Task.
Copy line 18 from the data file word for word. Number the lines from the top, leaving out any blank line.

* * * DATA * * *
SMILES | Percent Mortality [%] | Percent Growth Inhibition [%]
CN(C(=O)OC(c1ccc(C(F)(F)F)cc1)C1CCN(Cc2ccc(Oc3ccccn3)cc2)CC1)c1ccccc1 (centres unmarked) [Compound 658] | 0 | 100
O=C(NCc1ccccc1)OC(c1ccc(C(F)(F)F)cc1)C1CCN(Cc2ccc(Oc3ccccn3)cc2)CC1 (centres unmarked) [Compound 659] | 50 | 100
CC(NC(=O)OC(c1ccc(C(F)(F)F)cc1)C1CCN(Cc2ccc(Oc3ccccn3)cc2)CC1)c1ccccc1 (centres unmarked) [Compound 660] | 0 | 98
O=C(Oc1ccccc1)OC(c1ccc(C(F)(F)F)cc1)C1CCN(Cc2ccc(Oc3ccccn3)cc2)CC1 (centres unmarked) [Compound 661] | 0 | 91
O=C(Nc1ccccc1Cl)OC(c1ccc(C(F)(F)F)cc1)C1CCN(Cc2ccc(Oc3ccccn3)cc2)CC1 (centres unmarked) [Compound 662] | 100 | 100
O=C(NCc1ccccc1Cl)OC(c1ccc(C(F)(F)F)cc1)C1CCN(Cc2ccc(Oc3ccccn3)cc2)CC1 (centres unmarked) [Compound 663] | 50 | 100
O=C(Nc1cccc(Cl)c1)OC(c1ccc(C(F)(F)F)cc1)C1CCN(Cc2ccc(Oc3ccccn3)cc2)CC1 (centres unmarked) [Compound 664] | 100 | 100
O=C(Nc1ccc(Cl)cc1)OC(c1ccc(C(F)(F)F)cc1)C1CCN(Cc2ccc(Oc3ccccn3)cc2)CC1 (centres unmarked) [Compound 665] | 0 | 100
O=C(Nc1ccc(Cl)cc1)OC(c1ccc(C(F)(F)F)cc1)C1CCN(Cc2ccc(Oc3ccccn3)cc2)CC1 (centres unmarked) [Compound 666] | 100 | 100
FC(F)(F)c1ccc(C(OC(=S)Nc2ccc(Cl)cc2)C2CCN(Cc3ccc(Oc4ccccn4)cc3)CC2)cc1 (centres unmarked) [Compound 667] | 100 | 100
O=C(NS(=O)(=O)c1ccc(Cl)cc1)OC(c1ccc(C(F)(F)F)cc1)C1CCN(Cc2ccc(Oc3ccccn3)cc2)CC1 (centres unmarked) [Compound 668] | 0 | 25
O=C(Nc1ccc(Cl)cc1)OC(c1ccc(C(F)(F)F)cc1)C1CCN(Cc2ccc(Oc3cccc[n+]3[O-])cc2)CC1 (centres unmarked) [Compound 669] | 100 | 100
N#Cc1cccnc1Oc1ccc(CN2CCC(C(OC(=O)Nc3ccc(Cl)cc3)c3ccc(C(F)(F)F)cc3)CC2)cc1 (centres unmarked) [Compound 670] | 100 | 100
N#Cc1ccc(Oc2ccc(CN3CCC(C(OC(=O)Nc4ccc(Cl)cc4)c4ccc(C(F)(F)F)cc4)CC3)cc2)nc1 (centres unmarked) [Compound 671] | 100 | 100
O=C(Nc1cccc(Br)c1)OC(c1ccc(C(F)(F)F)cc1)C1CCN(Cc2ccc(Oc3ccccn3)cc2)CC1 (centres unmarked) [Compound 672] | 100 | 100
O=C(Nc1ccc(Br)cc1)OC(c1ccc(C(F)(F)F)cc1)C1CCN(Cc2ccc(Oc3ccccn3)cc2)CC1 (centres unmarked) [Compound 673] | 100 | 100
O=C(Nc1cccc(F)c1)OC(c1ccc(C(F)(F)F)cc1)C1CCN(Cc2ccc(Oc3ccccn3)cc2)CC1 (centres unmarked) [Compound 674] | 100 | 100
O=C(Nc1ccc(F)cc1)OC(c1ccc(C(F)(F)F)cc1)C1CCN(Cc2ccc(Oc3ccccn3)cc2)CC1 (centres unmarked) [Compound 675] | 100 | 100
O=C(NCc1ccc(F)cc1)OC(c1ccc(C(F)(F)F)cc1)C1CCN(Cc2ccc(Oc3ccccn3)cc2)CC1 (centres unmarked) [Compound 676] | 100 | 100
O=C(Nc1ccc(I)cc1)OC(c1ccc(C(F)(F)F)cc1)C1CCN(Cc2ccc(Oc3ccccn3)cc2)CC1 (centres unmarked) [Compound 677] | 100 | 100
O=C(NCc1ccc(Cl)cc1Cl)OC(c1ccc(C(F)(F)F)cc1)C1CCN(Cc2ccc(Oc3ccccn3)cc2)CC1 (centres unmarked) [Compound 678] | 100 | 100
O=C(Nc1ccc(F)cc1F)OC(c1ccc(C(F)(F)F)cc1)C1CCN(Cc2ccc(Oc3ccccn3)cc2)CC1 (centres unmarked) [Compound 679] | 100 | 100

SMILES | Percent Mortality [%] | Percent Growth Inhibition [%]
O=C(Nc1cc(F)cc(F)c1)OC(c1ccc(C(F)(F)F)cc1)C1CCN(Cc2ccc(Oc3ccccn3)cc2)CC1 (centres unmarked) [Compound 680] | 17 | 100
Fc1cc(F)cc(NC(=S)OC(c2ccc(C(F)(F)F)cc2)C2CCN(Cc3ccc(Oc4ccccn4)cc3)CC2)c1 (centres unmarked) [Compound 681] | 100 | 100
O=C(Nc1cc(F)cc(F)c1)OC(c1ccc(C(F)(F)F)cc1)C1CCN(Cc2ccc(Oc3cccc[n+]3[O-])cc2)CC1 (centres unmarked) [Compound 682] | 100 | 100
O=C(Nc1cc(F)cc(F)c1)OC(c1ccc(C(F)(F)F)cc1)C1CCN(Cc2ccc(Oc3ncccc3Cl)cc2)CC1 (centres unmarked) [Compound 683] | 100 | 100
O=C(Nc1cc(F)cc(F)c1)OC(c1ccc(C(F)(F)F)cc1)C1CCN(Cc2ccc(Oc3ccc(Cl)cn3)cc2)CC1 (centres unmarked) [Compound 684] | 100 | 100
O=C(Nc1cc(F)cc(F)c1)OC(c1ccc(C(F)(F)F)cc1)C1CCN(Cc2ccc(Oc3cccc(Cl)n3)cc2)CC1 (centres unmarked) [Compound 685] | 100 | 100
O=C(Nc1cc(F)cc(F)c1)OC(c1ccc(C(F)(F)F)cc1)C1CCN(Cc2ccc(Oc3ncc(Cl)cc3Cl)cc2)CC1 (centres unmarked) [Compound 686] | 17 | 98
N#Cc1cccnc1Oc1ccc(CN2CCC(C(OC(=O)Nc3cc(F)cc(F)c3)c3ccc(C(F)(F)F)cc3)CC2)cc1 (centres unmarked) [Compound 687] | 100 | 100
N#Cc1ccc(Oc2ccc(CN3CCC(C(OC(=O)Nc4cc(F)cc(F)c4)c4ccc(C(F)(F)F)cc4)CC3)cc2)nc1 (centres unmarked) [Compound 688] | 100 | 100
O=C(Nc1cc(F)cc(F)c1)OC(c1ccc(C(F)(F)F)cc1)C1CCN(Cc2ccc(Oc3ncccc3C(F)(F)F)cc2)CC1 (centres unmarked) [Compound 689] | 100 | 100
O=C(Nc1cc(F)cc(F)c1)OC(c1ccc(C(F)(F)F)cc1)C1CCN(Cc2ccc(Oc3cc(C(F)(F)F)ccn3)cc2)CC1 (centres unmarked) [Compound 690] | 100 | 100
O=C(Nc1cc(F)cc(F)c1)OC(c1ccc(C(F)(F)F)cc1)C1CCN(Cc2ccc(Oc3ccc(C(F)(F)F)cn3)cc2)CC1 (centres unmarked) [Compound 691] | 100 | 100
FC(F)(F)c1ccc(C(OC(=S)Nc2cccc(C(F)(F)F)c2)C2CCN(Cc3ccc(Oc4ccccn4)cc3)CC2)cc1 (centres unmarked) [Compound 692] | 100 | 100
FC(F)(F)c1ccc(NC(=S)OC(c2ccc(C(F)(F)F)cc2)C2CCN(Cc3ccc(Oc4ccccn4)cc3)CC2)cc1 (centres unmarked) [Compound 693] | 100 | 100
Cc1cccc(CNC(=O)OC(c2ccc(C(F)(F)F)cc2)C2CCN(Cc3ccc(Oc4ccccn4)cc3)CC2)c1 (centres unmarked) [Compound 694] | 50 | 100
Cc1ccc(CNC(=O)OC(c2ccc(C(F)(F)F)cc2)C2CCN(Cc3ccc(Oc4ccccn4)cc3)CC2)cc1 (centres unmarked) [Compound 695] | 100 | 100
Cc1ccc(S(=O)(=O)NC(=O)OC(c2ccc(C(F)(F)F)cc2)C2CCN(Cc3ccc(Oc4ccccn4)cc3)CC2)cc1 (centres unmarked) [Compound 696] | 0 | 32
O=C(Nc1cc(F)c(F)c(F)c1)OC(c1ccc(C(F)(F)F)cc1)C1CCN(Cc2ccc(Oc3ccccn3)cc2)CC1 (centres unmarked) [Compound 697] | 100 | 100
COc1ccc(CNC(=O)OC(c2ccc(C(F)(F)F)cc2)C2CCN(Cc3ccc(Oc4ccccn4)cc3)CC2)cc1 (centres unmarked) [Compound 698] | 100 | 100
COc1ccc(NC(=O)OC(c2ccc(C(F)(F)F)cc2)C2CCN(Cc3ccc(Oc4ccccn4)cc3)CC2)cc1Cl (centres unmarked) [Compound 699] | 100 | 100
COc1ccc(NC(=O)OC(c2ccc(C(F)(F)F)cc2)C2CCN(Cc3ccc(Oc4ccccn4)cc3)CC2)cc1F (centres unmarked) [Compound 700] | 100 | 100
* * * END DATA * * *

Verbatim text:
O=C(Nc1cccc(F)c1)OC(c1ccc(C(F)(F)F)cc1)C1CCN(Cc2ccc(Oc3ccccn3)cc2)CC1 (centres unmarked) [Compound 674] | 100 | 100